Cinnamon! Numerous studies have shown cinnamon to substantially lower blood sugar. A 2003 study showed that as little as 1 gram (¼ to ½ tsp) per day can be effective. The study divided people into groups of placebo, 1 gram, 2 grams, and 6 grams of cinnamon daily. The groups taking cinnamon reduced their mean fasting serum glucose by 18–29%. (2)
Chocolate and cinnamon taste good together so add a ¼ tsp to the fudge recipe. Cinnamon isn’t just for dessert. I’ve made this recipe a few times. The unlikely combination of cinnamon, ginger, and basil makes for a uniquely flavored meal!
Effects of Thyroid, Estrogen and Testosterone on blood glucose:
One of the things I see in my female patients is rising fasting blood sugar as they enter their early 40s. Despite being of normal weight and eating a healthy, low sugar diet, their blood sugar is higher than in previous years. What’s going on? Estrogen. Estrogen decreases blood sugar and insulin, increases secretion of insulin from the pancreas, increases sensitivity to insulin (decreases insulin resistance), increases insulin clearance, and aids the muscles in glucose utilization.
Whoa! No wonder so many women unexpectedly gain weight in their late 30s onward, due to changes in estrogen. Men are not immune to these changes either. Men naturally produce a very small amount of estrogen but as they enter their 50s and 60s, testosterone and estrogen can lower resulting in insulin resistance. Those with hypothyroidism experience an impaired responsiveness to insulin.(3)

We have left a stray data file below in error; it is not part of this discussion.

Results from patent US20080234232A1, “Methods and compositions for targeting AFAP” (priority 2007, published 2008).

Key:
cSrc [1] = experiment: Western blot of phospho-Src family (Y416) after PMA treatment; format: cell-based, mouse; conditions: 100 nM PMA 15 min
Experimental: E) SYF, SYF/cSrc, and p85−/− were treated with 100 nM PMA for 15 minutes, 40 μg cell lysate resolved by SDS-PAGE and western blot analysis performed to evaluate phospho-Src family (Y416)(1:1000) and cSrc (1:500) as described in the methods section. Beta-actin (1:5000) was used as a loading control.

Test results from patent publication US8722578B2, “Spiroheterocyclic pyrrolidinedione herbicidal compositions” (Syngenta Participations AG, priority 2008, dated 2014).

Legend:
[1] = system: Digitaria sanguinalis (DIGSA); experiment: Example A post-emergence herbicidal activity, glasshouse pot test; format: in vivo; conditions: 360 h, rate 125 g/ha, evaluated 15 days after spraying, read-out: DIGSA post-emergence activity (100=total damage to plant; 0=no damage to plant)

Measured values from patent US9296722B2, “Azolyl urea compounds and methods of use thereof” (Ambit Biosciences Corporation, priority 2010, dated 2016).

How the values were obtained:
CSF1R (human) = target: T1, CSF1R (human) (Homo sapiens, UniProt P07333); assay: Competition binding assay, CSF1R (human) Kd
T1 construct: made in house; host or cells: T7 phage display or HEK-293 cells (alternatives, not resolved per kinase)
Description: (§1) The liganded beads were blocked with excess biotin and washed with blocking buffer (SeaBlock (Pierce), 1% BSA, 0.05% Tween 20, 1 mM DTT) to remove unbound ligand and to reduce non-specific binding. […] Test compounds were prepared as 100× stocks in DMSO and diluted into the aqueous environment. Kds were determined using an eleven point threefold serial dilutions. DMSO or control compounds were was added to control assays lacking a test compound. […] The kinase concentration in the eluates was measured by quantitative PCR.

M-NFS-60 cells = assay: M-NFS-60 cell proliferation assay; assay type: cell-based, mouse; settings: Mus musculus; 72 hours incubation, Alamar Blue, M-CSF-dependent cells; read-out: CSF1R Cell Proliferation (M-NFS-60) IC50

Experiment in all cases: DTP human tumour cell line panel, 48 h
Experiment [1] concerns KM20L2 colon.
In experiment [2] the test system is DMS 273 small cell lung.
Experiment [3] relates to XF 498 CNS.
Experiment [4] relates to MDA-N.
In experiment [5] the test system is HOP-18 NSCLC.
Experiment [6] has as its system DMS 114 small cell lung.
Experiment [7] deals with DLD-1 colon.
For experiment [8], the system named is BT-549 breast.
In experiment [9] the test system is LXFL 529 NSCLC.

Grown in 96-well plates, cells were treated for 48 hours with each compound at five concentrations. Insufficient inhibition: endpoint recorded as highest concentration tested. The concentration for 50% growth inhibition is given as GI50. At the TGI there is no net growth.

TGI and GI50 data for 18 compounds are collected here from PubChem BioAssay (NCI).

Can Bioidentical Hormone Replacement prevent or treat Type 2 Diabetes?
Bioidentical Hormone Replacement alone cannot effectively treat diabetes but it may be an adjunct therapy. At the time being, there is not enough evidence to advise patients to take Bioidentical Hormones to treat diabetes but the studies are promising. Post menopausal women are at higher risk of developing type 2 diabetes and women who experience an early menopause, are at greater risk.
Unfortunately, that loss in estrogen leads to higher blood sugar and progression to type 2 diabetes. Encouragingly, many studies have shown that Bioidentical Estrogen has delayed the onset of type 2 Diabetes in women. (4) For men, Bioidentical Testosterone may also be a helpful adjunct therapy for type 2 Diabetes. Along with lifestyle changes, testosterone may help to decrease insulin resistance and improve blood sugar control. (5)